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Police commissioner launches economic development plan with plea to ban thugs from buses and trains

Police commissioner launches economic development plan with plea to ban thugs from buses and trains

🕔22.Apr 2015

West Midlands Police and Crime Commissioner David Jamieson wants London-style banning orders to be issued against persistent criminals to keep them off the region’s trains, trams and buses, reports Paul Dale.

If he gets his way it would mean that for the first time transport authority Centro would be able to ban repeat offenders from its entire network.

Such a move would boost public confidence, make people more likely to use public transport and could result in 40 million more journeys a year in the West Midlands and a reduction in cars on the roads, according to the Commissioner.

At present, transport authorities have to go through a time-consuming and costly process applying for separate injunctions for each local authority, meaning that a criminal could, for example, be banned from using buses in Walsall but not in Birmingham.

The Anti-social Behaviour, Crime and Policing Act gives only Transport for London the ability to use Criminal Behaviour Orders to ban people who persistently commit criminal acts on public transport.

Mr Jamieson said:

It makes no sense that these powers are not available to the authorities here in the West Midlands.  Frankly, if it’s good enough for London then it’s good enough for our region too.

He pointed out that research by the Department for Transport suggests 11.5 per cent more journeys would be made on public transport if passengers felt safer. In the West Midlands that would equal more than 40 million more journeys per year. Mr Jamieson said:

The public are quite right to expect that they should be able to travel on our buses, trams and trains without fear for their safety.

Giving the West Midlands the ability to apply for one CBO covering its entire network is a key tool that will make our transport even safer and encourage more people to use the service.

This is a no brainer, the West Midlands should have the same powers as Transport for London and I will be continuing to campaign on behalf of our community for safer public transport.

The call for banning orders is part of Mr Jamieson’s strategy to use the police to boost economic development by cutting business crime and making sure traffic on the motorway network can move more freely.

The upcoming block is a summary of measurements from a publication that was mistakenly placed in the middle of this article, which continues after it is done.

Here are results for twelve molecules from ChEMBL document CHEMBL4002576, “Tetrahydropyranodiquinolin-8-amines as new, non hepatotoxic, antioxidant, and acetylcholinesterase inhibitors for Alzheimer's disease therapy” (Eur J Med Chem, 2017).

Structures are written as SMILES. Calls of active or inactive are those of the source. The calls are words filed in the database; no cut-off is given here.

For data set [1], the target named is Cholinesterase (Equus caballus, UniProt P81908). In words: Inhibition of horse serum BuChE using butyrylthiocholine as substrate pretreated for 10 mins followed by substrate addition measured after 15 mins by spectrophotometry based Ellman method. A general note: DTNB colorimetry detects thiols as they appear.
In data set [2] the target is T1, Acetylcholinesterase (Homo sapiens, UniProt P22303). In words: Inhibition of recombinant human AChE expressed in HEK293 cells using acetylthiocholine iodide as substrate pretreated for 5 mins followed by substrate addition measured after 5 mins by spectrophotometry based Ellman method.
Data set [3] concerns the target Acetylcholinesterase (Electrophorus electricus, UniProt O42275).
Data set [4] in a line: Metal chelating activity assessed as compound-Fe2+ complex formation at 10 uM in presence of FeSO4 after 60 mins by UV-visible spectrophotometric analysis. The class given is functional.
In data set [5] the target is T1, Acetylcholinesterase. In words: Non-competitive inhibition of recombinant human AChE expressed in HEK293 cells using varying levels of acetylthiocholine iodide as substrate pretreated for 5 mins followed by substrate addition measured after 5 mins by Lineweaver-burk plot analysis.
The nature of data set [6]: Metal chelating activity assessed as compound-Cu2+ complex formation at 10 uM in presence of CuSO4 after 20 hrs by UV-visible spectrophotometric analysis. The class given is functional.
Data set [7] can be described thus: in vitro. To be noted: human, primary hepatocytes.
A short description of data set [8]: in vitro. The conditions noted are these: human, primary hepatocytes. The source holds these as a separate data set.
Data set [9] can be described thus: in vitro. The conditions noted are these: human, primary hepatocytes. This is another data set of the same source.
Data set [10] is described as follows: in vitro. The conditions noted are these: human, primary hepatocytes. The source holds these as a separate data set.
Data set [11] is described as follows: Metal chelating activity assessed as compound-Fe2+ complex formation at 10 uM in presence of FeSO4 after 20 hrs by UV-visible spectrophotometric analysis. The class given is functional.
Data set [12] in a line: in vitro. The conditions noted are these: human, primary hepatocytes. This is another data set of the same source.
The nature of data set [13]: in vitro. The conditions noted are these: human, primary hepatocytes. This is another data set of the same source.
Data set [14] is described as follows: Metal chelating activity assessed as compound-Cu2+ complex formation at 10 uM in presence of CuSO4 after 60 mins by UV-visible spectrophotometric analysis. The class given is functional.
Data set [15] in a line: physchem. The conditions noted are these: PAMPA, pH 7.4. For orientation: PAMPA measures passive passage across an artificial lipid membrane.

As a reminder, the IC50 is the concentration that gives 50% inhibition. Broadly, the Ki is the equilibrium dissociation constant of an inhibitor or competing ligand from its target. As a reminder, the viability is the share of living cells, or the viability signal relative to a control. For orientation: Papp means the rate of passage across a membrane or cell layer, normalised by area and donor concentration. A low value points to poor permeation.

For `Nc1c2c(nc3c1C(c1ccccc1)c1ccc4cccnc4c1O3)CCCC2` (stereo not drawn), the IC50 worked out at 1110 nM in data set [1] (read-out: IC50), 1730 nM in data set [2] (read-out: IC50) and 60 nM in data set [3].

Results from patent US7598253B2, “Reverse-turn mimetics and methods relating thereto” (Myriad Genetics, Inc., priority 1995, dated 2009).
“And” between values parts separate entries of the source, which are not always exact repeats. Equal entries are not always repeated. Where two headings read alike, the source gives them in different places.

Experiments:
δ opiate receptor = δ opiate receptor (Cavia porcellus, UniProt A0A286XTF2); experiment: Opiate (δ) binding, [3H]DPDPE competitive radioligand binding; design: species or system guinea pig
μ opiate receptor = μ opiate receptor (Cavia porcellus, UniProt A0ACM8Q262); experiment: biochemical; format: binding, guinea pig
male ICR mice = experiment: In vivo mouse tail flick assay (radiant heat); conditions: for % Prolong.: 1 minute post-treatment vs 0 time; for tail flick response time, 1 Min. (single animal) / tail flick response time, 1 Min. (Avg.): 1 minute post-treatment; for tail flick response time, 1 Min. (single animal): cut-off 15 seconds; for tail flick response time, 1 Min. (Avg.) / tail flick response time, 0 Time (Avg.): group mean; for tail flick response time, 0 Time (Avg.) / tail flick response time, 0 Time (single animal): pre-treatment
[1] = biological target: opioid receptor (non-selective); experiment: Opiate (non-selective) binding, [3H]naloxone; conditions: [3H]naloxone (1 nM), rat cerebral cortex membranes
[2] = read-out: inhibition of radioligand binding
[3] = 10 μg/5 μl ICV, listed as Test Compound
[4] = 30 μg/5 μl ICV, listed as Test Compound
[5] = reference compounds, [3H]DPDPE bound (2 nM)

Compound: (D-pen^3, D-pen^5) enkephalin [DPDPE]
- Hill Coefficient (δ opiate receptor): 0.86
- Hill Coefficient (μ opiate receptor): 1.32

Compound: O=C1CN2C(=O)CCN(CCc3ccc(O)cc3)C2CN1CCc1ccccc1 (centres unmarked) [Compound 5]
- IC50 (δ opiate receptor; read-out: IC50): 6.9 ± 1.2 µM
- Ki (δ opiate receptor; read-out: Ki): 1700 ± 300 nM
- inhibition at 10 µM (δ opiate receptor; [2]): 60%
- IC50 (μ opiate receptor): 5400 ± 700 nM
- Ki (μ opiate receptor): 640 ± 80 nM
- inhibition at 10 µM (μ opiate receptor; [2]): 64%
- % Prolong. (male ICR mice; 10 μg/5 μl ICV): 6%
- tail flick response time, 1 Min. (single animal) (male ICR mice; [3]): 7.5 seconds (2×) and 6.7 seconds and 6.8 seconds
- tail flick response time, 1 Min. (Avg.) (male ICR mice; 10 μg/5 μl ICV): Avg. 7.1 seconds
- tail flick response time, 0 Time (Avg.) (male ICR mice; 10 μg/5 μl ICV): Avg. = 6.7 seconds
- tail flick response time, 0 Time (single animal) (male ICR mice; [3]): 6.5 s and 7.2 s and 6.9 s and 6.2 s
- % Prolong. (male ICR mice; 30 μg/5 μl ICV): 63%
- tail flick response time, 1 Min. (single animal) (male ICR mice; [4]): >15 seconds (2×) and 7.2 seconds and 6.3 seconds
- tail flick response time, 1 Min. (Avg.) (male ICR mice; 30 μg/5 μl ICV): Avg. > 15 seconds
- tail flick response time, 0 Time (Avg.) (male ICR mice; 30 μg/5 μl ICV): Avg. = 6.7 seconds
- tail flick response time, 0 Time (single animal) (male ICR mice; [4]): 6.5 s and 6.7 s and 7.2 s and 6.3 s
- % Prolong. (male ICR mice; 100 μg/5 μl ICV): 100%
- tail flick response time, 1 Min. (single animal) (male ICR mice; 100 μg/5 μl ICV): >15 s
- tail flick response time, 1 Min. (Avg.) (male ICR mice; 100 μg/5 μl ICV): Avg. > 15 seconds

He’s promising special help for businesses affected by crime “to get them back on their feet” and is also appealing to employers to offer work to ex-offenders who are “excluded from the labour market”.

Mr Jamieson said the police should support business by keeping “the arteries of the economy flowing”. He said:

We must make sure that we deliver roads policing as effectively as possible. We must work to reduce the number of serious accidents and use tools such as digital road safety cameras to encourage better driving and automatic number plate recognition to target criminals.

A free-flowing road network plays a fundamental part in business development as road closures can cost business millions of pounds.

Mr Jamieson added:

I have made a commitment in my Police and Crime Plan that total business crime must fall. There are specific crimes that affect businesses, such as shoplifting or white collar crime, and our police force is committed to working closely with businesses and offering advice.  I want to listen to what business needs from policing and, where appropriate, let businesses know what policing needs too.

Reduced crime creates a climate in which businesses can open and flourish. Lower crime means reduced fear of crime, which not only builds business confidence and supports inward investment but also boosts public confidence.

Time could be running out for Mr Jamieson to deliver his crime-fighting pledges.

Only the Conservatives go into the General Election promising to retain Police and Crime Commissioners, saying that they will “develop the role”.

Labour, the Liberal Democrats and the Green Party are promising to get rid of PCCs and place responsibility for policing in the hands of local government. UKIP says it would reduce the number of PCCs.

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